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Going to get tough for foreign students aspiring for UK

New proposals could see Tier 4 restricted to degree level course students 25th January 2011: It may sound disappointing for aspiring learners wishing to come to the UK, but the Government is apparently making the rules tougher for them.
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The new proposals could see Tier Four largely restricted to those studying degree level courses, unless the institution is a Highly Trusted Sponsor. English language capability could be a precondition for people wishing to study a higher level course. The Tier Four applicants will have to pass an English language test showing competence at intermediary level B2, a step up from the B1 currently required.

The move to ensure students return overseas after their course finishes could mean they will have to leave the UK and apply for a new visa to advance their studies, and show proof of sequence to a higher course. It could also mean students are not given unrestricted access to work through the post-study route under Tier One.

In addition, the Government is looking at ways to improve the inspection and accreditation of the education sector, to ensure the courses offered by private institutions of further and higher education are of the highest quality.

As the consultations come to a close on January 31, it is becoming apparent that the UK Government aims to further restrict the number of students coming to the country.
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Ensuring students wishing to extend their studies show evidence of academic progression and limiting students’ entitlements to work and their ability to bring in dependants is also being looked into.

Improving the accreditation process for education providers, alongside more rigorous inspections is also being thought of by the government.

The government authorities believe the student route accounts for two thirds of migrants entering the UK each year which is why it is a key focus for change.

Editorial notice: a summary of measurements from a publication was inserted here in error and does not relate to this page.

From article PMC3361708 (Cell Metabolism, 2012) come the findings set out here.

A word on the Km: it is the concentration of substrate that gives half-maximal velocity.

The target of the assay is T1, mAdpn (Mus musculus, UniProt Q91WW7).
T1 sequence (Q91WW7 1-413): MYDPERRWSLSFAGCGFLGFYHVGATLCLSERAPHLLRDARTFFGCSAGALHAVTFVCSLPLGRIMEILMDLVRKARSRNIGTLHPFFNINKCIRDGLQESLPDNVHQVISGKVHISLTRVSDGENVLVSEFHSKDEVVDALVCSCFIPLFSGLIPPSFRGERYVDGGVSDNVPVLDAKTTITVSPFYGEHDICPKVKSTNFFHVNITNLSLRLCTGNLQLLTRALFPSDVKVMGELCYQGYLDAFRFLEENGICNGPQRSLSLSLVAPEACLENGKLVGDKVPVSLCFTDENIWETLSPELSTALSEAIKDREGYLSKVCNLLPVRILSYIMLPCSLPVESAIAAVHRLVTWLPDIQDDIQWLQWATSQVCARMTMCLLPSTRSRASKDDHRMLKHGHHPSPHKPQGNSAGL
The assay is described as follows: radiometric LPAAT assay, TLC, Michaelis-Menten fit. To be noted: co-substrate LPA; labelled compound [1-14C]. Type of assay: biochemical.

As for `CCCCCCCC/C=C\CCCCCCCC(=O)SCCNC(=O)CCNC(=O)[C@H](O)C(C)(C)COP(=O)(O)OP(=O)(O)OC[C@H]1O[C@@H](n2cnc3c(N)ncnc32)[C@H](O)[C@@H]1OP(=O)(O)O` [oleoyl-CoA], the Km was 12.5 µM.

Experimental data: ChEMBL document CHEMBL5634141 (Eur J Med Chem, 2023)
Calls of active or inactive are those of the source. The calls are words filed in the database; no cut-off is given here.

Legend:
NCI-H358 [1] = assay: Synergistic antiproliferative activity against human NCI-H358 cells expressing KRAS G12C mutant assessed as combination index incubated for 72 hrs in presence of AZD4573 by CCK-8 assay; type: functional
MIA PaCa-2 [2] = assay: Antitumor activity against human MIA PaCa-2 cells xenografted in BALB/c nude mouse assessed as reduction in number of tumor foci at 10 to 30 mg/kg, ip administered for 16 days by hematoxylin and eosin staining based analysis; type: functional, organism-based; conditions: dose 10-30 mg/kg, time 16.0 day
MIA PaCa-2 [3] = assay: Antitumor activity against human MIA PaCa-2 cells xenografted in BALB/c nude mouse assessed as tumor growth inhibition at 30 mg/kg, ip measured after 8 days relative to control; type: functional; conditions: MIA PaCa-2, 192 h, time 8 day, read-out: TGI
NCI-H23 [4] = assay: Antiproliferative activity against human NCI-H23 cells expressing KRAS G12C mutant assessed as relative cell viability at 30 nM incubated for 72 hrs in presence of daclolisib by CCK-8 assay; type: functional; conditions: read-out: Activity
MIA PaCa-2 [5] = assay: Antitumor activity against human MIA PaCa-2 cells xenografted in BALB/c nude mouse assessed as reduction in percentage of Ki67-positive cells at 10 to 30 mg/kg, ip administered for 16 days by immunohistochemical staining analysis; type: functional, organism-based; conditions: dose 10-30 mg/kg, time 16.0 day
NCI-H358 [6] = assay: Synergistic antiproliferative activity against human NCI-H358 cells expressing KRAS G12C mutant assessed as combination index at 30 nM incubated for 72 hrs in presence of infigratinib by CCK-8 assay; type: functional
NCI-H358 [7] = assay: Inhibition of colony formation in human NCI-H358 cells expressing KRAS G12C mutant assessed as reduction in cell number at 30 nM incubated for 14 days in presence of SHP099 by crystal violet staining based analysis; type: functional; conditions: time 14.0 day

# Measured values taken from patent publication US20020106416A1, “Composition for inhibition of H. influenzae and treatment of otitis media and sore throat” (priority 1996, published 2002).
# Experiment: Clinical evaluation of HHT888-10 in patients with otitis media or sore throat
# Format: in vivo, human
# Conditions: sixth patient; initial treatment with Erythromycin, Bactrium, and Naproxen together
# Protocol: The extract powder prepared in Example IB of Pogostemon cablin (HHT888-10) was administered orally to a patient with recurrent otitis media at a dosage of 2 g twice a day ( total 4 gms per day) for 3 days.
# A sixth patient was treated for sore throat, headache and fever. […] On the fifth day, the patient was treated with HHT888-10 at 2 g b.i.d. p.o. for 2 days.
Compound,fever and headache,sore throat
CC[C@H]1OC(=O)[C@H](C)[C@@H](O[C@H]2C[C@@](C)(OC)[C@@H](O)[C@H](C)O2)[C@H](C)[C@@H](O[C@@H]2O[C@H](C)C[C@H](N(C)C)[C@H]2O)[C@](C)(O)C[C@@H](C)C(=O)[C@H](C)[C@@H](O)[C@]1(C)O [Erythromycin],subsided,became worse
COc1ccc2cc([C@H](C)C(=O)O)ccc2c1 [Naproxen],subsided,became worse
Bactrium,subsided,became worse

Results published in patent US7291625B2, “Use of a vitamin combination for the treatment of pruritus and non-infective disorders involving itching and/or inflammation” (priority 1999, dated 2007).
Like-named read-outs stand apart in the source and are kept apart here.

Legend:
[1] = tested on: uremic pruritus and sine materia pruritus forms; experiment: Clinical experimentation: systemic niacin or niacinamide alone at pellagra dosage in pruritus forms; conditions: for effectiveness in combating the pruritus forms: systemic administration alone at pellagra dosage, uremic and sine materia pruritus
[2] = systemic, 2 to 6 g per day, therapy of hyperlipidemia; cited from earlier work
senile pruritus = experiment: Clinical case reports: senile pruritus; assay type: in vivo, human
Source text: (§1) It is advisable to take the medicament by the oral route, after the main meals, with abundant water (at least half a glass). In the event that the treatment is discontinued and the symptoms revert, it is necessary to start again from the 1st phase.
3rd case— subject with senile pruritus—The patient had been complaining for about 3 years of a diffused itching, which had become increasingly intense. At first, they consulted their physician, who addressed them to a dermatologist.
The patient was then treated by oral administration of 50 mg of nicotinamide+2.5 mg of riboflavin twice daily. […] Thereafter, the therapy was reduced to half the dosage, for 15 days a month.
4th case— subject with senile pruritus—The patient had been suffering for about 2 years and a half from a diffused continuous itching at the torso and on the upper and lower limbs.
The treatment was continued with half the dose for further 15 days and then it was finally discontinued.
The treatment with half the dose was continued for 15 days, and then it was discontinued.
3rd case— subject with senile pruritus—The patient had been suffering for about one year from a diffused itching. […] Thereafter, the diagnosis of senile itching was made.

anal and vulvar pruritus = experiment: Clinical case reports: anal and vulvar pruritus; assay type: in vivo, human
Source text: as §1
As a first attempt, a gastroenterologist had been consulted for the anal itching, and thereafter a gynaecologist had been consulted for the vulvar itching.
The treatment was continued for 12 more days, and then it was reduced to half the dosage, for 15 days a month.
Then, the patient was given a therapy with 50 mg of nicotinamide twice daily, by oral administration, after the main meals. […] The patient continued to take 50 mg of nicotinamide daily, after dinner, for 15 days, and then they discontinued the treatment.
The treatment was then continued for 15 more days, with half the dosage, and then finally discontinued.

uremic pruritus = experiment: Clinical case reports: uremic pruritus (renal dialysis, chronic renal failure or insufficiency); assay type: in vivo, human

Immigration Minister Damian Green has asserted they have received a substantial number of responses from the citizens on limiting number of students in UK and further wanted to encourage those who haven’t had their say till now.

The eight week consultation seeks views on a range of measures to reduce the overall number of students who can come into the UK.

Green asserted he considered drawing talented students from abroad as important to the UK. But at the same time he believed that they must be more selective about who can come to the country and how long they can stay.

Green said the proposals were aimed at a more healthy system. He added too many students coming to study at below degree level were reaching with a view to living and working, rather than studying. Green insisted they needed to stop this abuse.

The new proposals could see Tier Four largely restricted to those studying degree level courses, unless the institution is a Highly Trusted Sponsor. English language capability could be a precondition for people wishing to study a higher level course. The Tier Four applicants will have to pass an English language test showing competence at intermediary level B2, a step up from the B1 currently required.

The move to ensure students return overseas after their course finishes could mean students will have to leave the UK and apply for a new visa to advance their studies, and show proof of sequence to a higher course. It could also mean students are not given unrestricted access to work through the post-study route under Tier One.

In addition, the Government is looking at ways to improve the inspection and accreditation of the education sector, to ensure the courses offered by private institutions of further and higher education are of the highest quality.

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